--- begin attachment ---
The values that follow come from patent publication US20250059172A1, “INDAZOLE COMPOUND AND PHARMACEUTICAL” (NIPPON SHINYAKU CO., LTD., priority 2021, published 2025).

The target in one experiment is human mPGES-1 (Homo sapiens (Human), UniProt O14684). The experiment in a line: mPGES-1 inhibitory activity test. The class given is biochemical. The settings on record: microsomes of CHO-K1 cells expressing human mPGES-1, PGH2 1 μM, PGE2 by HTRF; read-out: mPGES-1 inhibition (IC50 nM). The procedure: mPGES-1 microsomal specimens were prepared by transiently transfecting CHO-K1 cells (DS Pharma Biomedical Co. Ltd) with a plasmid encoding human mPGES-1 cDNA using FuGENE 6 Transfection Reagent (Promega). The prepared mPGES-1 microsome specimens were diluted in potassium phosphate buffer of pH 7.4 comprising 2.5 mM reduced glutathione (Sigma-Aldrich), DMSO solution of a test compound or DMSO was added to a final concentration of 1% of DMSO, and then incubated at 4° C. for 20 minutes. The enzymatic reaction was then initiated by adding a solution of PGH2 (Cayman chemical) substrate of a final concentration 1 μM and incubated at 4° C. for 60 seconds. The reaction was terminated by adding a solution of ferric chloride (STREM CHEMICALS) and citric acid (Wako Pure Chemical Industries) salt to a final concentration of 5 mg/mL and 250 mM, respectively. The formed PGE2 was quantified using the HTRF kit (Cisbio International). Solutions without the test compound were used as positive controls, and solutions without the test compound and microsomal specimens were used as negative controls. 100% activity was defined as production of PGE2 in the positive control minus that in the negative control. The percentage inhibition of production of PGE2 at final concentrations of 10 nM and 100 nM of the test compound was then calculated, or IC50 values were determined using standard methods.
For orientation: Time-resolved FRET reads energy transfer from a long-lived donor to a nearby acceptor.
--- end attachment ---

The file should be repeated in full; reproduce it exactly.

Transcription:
The values that follow come from patent publication US20250059172A1, “INDAZOLE COMPOUND AND PHARMACEUTICAL” (NIPPON SHINYAKU CO., LTD., priority 2021, published 2025).

The target in one experiment is human mPGES-1 (Homo sapiens (Human), UniProt O14684). The experiment in a line: mPGES-1 inhibitory activity test. The class given is biochemical. The settings on record: microsomes of CHO-K1 cells expressing human mPGES-1, PGH2 1 μM, PGE2 by HTRF; read-out: mPGES-1 inhibition (IC50 nM). The procedure: mPGES-1 microsomal specimens were prepared by transiently transfecting CHO-K1 cells (DS Pharma Biomedical Co. Ltd) with a plasmid encoding human mPGES-1 cDNA using FuGENE 6 Transfection Reagent (Promega). The prepared mPGES-1 microsome specimens were diluted in potassium phosphate buffer of pH 7.4 comprising 2.5 mM reduced glutathione (Sigma-Aldrich), DMSO solution of a test compound or DMSO was added to a final concentration of 1% of DMSO, and then incubated at 4° C. for 20 minutes. The enzymatic reaction was then initiated by adding a solution of PGH2 (Cayman chemical) substrate of a final concentration 1 μM and incubated at 4° C. for 60 seconds. The reaction was terminated by adding a solution of ferric chloride (STREM CHEMICALS) and citric acid (Wako Pure Chemical Industries) salt to a final concentration of 5 mg/mL and 250 mM, respectively. The formed PGE2 was quantified using the HTRF kit (Cisbio International). Solutions without the test compound were used as positive controls, and solutions without the test compound and microsomal specimens were used as negative controls. 100% activity was defined as production of PGE2 in the positive control minus that in the negative control. The percentage inhibition of production of PGE2 at final concentrations of 10 nM and 100 nM of the test compound was then calculated, or IC50 values were determined using standard methods.
For orientation: Time-resolved FRET reads energy transfer from a long-lived donor to a nearby acceptor.